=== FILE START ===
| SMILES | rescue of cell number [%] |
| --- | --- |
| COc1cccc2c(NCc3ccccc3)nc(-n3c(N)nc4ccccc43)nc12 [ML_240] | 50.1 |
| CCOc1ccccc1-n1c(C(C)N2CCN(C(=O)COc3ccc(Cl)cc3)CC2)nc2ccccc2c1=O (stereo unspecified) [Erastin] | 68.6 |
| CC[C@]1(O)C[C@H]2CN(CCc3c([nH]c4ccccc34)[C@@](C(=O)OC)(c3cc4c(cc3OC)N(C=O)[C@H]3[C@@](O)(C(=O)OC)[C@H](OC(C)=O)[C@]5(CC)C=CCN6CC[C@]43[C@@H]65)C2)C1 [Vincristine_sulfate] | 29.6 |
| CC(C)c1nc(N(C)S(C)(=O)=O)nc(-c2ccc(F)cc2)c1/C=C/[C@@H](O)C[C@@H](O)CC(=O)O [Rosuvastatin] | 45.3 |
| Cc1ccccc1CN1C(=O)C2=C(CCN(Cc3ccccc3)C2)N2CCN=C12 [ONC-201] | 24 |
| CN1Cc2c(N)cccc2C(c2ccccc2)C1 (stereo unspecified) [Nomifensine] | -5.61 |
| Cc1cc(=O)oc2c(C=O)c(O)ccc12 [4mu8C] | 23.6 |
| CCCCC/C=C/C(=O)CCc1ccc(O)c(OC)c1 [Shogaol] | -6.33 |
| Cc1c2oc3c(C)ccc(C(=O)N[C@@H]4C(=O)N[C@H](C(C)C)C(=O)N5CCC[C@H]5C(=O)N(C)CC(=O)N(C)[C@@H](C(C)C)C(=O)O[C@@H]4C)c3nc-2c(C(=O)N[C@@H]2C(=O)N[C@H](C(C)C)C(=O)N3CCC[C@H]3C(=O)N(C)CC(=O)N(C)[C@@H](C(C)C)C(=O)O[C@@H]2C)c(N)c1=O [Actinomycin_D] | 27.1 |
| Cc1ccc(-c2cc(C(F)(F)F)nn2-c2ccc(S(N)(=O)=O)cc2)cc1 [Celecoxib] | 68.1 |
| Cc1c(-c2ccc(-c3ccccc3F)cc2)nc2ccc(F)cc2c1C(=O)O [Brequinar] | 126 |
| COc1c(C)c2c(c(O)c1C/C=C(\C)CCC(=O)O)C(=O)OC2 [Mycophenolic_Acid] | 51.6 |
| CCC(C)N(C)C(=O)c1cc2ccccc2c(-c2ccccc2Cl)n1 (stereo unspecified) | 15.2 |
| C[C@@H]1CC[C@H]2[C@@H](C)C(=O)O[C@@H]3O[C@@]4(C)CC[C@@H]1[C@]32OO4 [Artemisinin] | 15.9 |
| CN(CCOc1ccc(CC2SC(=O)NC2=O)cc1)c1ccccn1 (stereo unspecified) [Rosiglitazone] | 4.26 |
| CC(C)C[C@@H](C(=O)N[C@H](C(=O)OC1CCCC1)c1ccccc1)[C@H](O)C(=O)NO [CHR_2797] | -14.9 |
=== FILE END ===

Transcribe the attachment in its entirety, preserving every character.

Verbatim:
| SMILES | rescue of cell number [%] |
| --- | --- |
| COc1cccc2c(NCc3ccccc3)nc(-n3c(N)nc4ccccc43)nc12 [ML_240] | 50.1 |
| CCOc1ccccc1-n1c(C(C)N2CCN(C(=O)COc3ccc(Cl)cc3)CC2)nc2ccccc2c1=O (stereo unspecified) [Erastin] | 68.6 |
| CC[C@]1(O)C[C@H]2CN(CCc3c([nH]c4ccccc34)[C@@](C(=O)OC)(c3cc4c(cc3OC)N(C=O)[C@H]3[C@@](O)(C(=O)OC)[C@H](OC(C)=O)[C@]5(CC)C=CCN6CC[C@]43[C@@H]65)C2)C1 [Vincristine_sulfate] | 29.6 |
| CC(C)c1nc(N(C)S(C)(=O)=O)nc(-c2ccc(F)cc2)c1/C=C/[C@@H](O)C[C@@H](O)CC(=O)O [Rosuvastatin] | 45.3 |
| Cc1ccccc1CN1C(=O)C2=C(CCN(Cc3ccccc3)C2)N2CCN=C12 [ONC-201] | 24 |
| CN1Cc2c(N)cccc2C(c2ccccc2)C1 (stereo unspecified) [Nomifensine] | -5.61 |
| Cc1cc(=O)oc2c(C=O)c(O)ccc12 [4mu8C] | 23.6 |
| CCCCC/C=C/C(=O)CCc1ccc(O)c(OC)c1 [Shogaol] | -6.33 |
| Cc1c2oc3c(C)ccc(C(=O)N[C@@H]4C(=O)N[C@H](C(C)C)C(=O)N5CCC[C@H]5C(=O)N(C)CC(=O)N(C)[C@@H](C(C)C)C(=O)O[C@@H]4C)c3nc-2c(C(=O)N[C@@H]2C(=O)N[C@H](C(C)C)C(=O)N3CCC[C@H]3C(=O)N(C)CC(=O)N(C)[C@@H](C(C)C)C(=O)O[C@@H]2C)c(N)c1=O [Actinomycin_D] | 27.1 |
| Cc1ccc(-c2cc(C(F)(F)F)nn2-c2ccc(S(N)(=O)=O)cc2)cc1 [Celecoxib] | 68.1 |
| Cc1c(-c2ccc(-c3ccccc3F)cc2)nc2ccc(F)cc2c1C(=O)O [Brequinar] | 126 |
| COc1c(C)c2c(c(O)c1C/C=C(\C)CCC(=O)O)C(=O)OC2 [Mycophenolic_Acid] | 51.6 |
| CCC(C)N(C)C(=O)c1cc2ccccc2c(-c2ccccc2Cl)n1 (stereo unspecified) | 15.2 |
| C[C@@H]1CC[C@H]2[C@@H](C)C(=O)O[C@@H]3O[C@@]4(C)CC[C@@H]1[C@]32OO4 [Artemisinin] | 15.9 |
| CN(CCOc1ccc(CC2SC(=O)NC2=O)cc1)c1ccccn1 (stereo unspecified) [Rosiglitazone] | 4.26 |
| CC(C)C[C@@H](C(=O)N[C@H](C(=O)OC1CCCC1)c1ccccc1)[C@H](O)C(=O)NO [CHR_2797] | -14.9 |